Smitty77

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Posted: 04/03/19 10:09am Link  |  Quote  |  Print  |  Notify Moderator

Doug - Would value your confirmation on the added problems of RV ownerships due to the rapid number of smog related regulations rolled out? From about say 2005 and on smog regulations, and thus the need of the engine manufactures to design and certify (Many times on very short cycles.) new equipment to meet the new regulations.) (And note: This is not intended as a anti smog post, it's about the frequency of the changes and how they were rolled out...).

Many systems and components in RV's, but I've watched forums traffic in the engine related areas problems grow due to the teething pains of new smog levels equipments maturing cycle.

TIA for your perception,
Smitty

MrWizard

Traveling

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Posted: 04/03/19 10:43am Link  |  Quote  |  Print  |  Notify Moderator

while these regulations affect RVs

these regs are due to the increased amount of local commercial truck traffic
using these engines


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vjstangelo

virginia

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Posted: 04/05/19 06:15am Link  |  Quote  |  Print  |  Notify Moderator

We have owned 2 TT’s (2000 Jayco Kiwi, 2003 KZ Sportsman) and now our 2012 Winnebago Vista Class A. All have required constant maintenance and fixing throughout the year. For example, we bought the A used in 2016, and both rooftop AC units have since failed and needed replacing, which we hear is common for this Coleman model HP. The F53 chassis has also had its share of problems requiring repair be either me or my RV shop.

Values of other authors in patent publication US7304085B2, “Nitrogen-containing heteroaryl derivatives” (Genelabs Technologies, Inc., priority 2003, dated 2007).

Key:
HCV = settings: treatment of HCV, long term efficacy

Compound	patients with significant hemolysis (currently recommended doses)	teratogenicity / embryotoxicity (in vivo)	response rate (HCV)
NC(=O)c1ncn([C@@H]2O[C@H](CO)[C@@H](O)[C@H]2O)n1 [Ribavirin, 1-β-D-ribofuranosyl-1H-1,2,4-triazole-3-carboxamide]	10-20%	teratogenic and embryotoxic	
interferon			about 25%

New or old, my experience is these toys need constant repair so be prepared if you want to move up from a tent to wheeled camping.


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Wanderlost

Texas Hill Country

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Posted: 04/05/19 07:58am Link  |  Quote  |  Print  |  Notify Moderator

Our first RV was a 2004 Itasca Sunrise. One warranty fix, three Workhorse recalls, and zero major issues. Loved that RV.

We tried a Rockwood trailer, but after a couple years, found we were still using the Sunrise more than the trailer. Several major issues with the slides finally convinced us we weren't trailer people.

We finally gave in and traded both for a 2018 Winnebago Forza. Four pages of warranty fixes, all coach. Zero issues with Freightliner or Cummins. Overall, though, and considering that her shakedown trip was to Alaska and back, she's done really well.

But I still miss the Itasca...


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4x4van

California

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Posted: 04/05/19 10:21am Link  |  Quote  |  Print  |  Notify Moderator

My first RV, a '79 class C Roll-a-Long purchased at 10 years of age, was used by me for 10 years with no issues other than the roof AC needing to be replaced about 7 years after we bought. That means that it lasted 17 years, and all of the other appliances were still going strong at 20 years of age when we sold it. The next RV was a '89 class C Jamboree also purchased at 10 years of age. Used that one for 15 years without a single appliance or house related failure other than a furnace control board. Had to rebuild the transmission, and repair the dash AC during it's tenure with us, but nothing more. I'm hopeful that my current '04 class A Itasca (purchased at 12 years of age) will be as dependable, but I do wonder.